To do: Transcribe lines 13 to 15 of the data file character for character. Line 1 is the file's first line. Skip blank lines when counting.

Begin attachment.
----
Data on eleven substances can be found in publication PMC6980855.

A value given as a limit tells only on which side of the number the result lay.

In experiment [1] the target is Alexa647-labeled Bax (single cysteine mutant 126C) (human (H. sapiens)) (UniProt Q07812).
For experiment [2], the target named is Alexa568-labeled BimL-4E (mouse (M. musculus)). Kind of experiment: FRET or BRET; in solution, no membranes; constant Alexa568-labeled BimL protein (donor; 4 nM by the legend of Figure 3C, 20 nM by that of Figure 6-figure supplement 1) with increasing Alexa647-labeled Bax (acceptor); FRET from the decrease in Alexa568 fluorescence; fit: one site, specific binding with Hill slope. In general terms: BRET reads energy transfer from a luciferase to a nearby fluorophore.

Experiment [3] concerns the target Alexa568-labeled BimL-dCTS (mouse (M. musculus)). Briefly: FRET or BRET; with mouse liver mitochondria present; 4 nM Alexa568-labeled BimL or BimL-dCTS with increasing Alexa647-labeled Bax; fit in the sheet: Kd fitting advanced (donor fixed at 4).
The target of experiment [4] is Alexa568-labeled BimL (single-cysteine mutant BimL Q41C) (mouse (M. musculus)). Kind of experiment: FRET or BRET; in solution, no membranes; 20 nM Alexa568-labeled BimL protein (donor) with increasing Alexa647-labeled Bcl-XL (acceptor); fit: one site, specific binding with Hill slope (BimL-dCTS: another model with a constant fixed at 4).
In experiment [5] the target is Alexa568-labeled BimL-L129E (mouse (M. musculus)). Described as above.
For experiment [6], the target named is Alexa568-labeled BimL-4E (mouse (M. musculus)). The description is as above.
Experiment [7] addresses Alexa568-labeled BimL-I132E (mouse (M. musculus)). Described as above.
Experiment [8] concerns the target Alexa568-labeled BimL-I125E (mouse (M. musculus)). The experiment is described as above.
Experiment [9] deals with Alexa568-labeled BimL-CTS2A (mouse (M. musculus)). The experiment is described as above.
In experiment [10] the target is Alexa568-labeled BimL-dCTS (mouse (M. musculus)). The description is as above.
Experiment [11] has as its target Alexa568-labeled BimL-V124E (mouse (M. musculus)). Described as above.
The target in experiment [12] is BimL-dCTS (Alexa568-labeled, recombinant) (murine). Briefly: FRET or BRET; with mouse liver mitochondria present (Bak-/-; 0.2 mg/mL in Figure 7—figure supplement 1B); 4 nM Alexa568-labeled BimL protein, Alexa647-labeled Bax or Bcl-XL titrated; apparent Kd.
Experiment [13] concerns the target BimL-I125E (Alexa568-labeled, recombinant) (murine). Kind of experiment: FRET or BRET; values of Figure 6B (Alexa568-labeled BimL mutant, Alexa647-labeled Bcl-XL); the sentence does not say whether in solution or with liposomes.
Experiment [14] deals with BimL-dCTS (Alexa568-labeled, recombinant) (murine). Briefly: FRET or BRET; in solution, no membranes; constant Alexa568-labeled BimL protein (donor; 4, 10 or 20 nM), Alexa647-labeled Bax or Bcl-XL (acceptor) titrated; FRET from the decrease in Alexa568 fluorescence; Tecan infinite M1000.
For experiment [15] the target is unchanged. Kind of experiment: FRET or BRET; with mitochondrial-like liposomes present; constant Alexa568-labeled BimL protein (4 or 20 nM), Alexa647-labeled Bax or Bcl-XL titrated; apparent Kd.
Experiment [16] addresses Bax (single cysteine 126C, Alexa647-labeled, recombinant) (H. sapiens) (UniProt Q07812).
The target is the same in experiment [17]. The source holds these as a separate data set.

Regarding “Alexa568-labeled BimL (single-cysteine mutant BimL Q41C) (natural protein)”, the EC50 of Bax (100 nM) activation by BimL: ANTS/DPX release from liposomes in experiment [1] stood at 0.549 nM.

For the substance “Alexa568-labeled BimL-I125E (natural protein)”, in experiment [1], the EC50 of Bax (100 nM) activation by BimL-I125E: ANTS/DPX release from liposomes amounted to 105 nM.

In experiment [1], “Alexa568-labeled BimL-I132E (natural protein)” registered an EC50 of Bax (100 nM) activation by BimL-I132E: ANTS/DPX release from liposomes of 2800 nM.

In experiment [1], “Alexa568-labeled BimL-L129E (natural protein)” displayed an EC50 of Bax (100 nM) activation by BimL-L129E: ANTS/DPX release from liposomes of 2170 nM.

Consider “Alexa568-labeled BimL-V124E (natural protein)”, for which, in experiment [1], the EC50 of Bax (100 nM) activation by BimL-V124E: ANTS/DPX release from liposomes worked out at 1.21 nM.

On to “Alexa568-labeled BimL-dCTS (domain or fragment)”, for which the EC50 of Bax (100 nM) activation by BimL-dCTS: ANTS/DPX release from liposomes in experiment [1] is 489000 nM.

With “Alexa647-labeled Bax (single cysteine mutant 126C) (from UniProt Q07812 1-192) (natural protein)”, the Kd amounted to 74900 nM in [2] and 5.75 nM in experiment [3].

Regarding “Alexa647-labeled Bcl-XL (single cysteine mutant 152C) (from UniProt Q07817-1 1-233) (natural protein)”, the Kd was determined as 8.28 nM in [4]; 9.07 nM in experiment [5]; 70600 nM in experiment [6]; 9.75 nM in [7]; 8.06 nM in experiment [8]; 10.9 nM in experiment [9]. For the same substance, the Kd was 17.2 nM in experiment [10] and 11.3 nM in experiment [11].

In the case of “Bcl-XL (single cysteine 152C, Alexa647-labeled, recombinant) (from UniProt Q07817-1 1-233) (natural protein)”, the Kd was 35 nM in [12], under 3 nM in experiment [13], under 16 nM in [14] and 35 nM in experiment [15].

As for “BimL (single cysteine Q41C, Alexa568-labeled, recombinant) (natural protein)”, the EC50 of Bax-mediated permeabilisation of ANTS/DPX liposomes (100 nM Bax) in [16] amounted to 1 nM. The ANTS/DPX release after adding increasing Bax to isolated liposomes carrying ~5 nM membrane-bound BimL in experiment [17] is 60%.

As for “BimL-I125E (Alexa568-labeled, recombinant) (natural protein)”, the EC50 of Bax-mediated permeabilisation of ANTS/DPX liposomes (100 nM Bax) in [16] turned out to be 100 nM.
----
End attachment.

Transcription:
Experiment [11] has as its target Alexa568-labeled BimL-V124E (mouse (M. musculus)). Described as above.
The target in experiment [12] is BimL-dCTS (Alexa568-labeled, recombinant) (murine). Briefly: FRET or BRET; with mouse liver mitochondria present (Bak-/-; 0.2 mg/mL in Figure 7—figure supplement 1B); 4 nM Alexa568-labeled BimL protein, Alexa647-labeled Bax or Bcl-XL titrated; apparent Kd.
Experiment [13] concerns the target BimL-I125E (Alexa568-labeled, recombinant) (murine). Kind of experiment: FRET or BRET; values of Figure 6B (Alexa568-labeled BimL mutant, Alexa647-labeled Bcl-XL); the sentence does not say whether in solution or with liposomes.